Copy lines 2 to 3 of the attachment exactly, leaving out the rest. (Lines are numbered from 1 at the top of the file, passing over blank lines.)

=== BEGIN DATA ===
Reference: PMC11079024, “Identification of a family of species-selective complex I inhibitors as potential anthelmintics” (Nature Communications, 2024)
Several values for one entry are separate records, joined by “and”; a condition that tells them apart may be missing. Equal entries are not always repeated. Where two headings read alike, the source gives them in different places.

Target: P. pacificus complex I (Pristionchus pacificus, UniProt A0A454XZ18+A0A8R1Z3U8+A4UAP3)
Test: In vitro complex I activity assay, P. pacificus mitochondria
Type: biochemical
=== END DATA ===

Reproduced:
Several values for one entry are separate records, joined by “and”; a condition that tells them apart may be missing. Equal entries are not always repeated. Where two headings read alike, the source gives them in different places.

Target: P. pacificus complex I (Pristionchus pacificus, UniProt A0A454XZ18+A0A8R1Z3U8+A4UAP3)